An Evidence-Based Algorithm for Treating Venous Leg Ulcers Utilizing the Cochrane Database of Systematic Reviews

Howard M. Kimmel, DPM, MBA, FACFAS; Angela L. Robin, DPM

Disclosures

Wounds. 2013;25(9):242-250. 

In This Article

Systemic Therapy

The use of systemic agents should be considered in patients with chronic or recurrent VLUs and in those with negative prognostic factors. Systemic agents may be used alone or in combination with compression and other mechanical modalities. Despite a number of studies designed to examine the efficacy and safety of adjunctive systemic therapy in patients with VLUs, and possibly as monotherapy, the cost-effectiveness of this approach has not been established. Pentoxifylline is an inhibitor of platelet aggregation which reduces blood viscosity and, in turn, improves microcirculation. The Cochrane Database reported an extensive review of randomized trials comparing pentoxifylline with placebo or other therapy in the presence or absence of compression in patients with VLU.[40] The authors found that pentoxifylline is more effective than placebo in terms of complete ulcer healing or significant improvement (RR, 1.70). Pentoxifylline plus compression proved more effective than placebo plus compression (RR, 1.56), and pentoxifylline in the absence of compression was more effective than placebo or no treatment (RR 2.25). More adverse effects were reported in patients receiving pentoxifylline (RR 1.56) and most of the reported adverse effects were gastrointestinal.[40]

Like pentoxifylline therapy, aspirin (300 mg per day) combined with compression therapy has been shown to decrease ulcer healing time and reduce ulcer size compared with compression therapy alone.[41] The therapeutic role of aspirin in VLUs is supported by observed increases in levels of fibrinogen, coagulation factor VIII, von Willebrand factor, and plasminogen activator inhibitor-1 in patients with VLUs compared with healthy controls.[42] The addition of aspirin therapy to compression bandages may be useful in the treatment of VLUs as long as there are no contraindications to its use.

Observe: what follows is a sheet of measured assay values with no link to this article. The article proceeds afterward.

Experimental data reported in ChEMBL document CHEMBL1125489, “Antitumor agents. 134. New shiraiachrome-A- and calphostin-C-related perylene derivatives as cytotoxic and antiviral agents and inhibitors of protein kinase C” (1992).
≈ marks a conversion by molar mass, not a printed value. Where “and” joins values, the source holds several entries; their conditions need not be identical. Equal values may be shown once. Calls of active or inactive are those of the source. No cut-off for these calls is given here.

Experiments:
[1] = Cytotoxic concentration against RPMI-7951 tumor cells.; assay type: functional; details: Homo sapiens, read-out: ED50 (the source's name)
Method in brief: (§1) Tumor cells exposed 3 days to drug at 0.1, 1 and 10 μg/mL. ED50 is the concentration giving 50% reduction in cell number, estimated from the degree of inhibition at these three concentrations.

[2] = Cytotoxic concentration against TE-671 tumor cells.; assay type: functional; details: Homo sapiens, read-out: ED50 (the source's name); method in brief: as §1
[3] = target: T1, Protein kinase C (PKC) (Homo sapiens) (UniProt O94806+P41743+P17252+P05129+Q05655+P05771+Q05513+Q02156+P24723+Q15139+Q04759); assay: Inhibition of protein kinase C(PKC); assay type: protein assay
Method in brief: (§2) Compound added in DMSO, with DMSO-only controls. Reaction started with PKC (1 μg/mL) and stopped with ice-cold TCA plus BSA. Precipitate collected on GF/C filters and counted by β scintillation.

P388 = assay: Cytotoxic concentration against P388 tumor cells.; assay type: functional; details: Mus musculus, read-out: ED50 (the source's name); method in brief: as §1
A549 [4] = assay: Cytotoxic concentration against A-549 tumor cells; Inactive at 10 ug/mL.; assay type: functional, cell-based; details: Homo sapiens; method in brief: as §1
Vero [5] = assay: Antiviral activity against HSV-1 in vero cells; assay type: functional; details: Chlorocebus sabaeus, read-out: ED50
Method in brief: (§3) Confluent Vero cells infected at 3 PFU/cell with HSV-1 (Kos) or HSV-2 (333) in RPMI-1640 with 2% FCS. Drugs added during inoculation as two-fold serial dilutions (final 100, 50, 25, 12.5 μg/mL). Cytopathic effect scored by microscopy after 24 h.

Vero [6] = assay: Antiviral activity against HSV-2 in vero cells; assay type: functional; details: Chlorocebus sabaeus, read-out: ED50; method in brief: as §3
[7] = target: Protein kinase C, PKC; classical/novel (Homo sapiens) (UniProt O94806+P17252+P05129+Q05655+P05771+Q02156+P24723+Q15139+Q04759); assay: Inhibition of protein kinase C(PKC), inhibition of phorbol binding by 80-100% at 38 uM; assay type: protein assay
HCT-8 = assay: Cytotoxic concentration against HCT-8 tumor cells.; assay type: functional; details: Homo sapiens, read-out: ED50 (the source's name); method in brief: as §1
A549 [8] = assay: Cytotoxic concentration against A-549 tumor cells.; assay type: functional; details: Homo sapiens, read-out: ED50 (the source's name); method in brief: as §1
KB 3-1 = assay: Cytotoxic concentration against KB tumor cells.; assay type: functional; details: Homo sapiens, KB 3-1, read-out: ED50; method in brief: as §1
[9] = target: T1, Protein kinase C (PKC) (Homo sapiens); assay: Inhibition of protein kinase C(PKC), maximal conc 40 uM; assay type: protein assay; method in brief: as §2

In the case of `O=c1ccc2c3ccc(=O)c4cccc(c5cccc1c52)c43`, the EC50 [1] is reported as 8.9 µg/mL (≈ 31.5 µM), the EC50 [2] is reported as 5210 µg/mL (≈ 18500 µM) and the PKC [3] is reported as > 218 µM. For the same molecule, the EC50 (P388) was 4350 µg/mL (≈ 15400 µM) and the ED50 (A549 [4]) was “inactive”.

Bacterial colonization and superimposed bacterial infections are common in VLUs and contribute to poor wound healing. However, a recent Cochrane Review of 22 randomized control trials of systemic and topical antibiotics and antiseptics for VLU treatment found no evidence that routine use of oral antibiotics improves healing rates.[43] Oral antibiotics may be indicated in patients with VLUs and suspected cellulitis. Suspected osteomyelitis warrants an evaluation for arterial disease and consideration of intravenous antibiotics to treat the underlying infection. Only topical cadexomer iodine showed promising results.[43]

Oxygen is essential to wound healing. Local tissue hypoxia, caused by disrupted or compromised vasculature, is a key factor that limits wound healing.[44] Clinical use of oxygen to promote wound healing began in the 1960s with the administration of systemic full body hyperbaric oxygen therapy (HBOT) to treat wounds.[45] Today, HBOT is usually administered in single- or multiplace chambers utilizing pressures of 2,500 mb and higher. There has been only 1 study on VLUs that indicated a significant reduction in wound area at 6 weeks following the administration of HBOT.[46] The problem with HBOT is the possible complications such as damage to the ears, sinuses, and lungs from the effects of pressure, temporary worsening of short-sightedness, claustrophobia, and oxygen poisoning. Although serious adverse events are rare, HBOT cannot be regarded as an entirely benign intervention. Furthermore, as an adjunct to standard therapy HBOT may be associated with increased costs, and any cost/benefit advantage should be carefully considered.[47]

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